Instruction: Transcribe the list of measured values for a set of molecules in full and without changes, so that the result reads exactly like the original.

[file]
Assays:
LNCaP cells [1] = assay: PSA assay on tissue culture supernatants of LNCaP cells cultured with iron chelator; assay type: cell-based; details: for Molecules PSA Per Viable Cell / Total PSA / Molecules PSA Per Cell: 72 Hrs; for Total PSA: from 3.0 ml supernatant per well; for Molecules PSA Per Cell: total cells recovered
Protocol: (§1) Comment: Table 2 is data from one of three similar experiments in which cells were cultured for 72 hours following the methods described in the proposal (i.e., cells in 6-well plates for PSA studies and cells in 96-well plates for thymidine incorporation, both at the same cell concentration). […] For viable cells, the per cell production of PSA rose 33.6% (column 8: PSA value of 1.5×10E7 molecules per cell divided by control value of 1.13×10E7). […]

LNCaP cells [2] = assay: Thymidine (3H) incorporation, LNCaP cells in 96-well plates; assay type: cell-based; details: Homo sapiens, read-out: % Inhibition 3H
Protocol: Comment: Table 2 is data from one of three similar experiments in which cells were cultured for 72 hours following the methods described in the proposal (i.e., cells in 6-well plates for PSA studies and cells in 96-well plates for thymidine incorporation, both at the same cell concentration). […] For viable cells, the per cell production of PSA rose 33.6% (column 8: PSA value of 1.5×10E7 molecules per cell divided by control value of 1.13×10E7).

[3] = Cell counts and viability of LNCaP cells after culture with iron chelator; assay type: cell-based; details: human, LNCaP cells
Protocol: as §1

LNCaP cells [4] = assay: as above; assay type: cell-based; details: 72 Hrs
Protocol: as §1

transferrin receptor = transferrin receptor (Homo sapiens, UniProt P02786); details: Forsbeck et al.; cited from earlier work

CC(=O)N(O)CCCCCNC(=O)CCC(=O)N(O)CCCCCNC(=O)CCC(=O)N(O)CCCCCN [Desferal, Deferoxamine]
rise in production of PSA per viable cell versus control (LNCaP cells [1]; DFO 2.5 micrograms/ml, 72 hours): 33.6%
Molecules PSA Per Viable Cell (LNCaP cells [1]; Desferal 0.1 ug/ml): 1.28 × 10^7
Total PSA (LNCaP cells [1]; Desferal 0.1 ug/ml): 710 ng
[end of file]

Assays:
LNCaP cells [1] = assay: PSA assay on tissue culture supernatants of LNCaP cells cultured with iron chelator; assay type: cell-based; details: for Molecules PSA Per Viable Cell / Total PSA / Molecules PSA Per Cell: 72 Hrs; for Total PSA: from 3.0 ml supernatant per well; for Molecules PSA Per Cell: total cells recovered
Protocol: (§1) Comment: Table 2 is data from one of three similar experiments in which cells were cultured for 72 hours following the methods described in the proposal (i.e., cells in 6-well plates for PSA studies and cells in 96-well plates for thymidine incorporation, both at the same cell concentration). […] For viable cells, the per cell production of PSA rose 33.6% (column 8: PSA value of 1.5×10E7 molecules per cell divided by control value of 1.13×10E7). […]

LNCaP cells [2] = assay: Thymidine (3H) incorporation, LNCaP cells in 96-well plates; assay type: cell-based; details: Homo sapiens, read-out: % Inhibition 3H
Protocol: Comment: Table 2 is data from one of three similar experiments in which cells were cultured for 72 hours following the methods described in the proposal (i.e., cells in 6-well plates for PSA studies and cells in 96-well plates for thymidine incorporation, both at the same cell concentration). […] For viable cells, the per cell production of PSA rose 33.6% (column 8: PSA value of 1.5×10E7 molecules per cell divided by control value of 1.13×10E7).

[3] = Cell counts and viability of LNCaP cells after culture with iron chelator; assay type: cell-based; details: human, LNCaP cells
Protocol: as §1

LNCaP cells [4] = assay: as above; assay type: cell-based; details: 72 Hrs
Protocol: as §1

transferrin receptor = transferrin receptor (Homo sapiens, UniProt P02786); details: Forsbeck et al.; cited from earlier work

CC(=O)N(O)CCCCCNC(=O)CCC(=O)N(O)CCCCCNC(=O)CCC(=O)N(O)CCCCCN [Desferal, Deferoxamine]
rise in production of PSA per viable cell versus control (LNCaP cells [1]; DFO 2.5 micrograms/ml, 72 hours): 33.6%
Molecules PSA Per Viable Cell (LNCaP cells [1]; Desferal 0.1 ug/ml): 1.28 × 10^7
Total PSA (LNCaP cells [1]; Desferal 0.1 ug/ml): 710 ng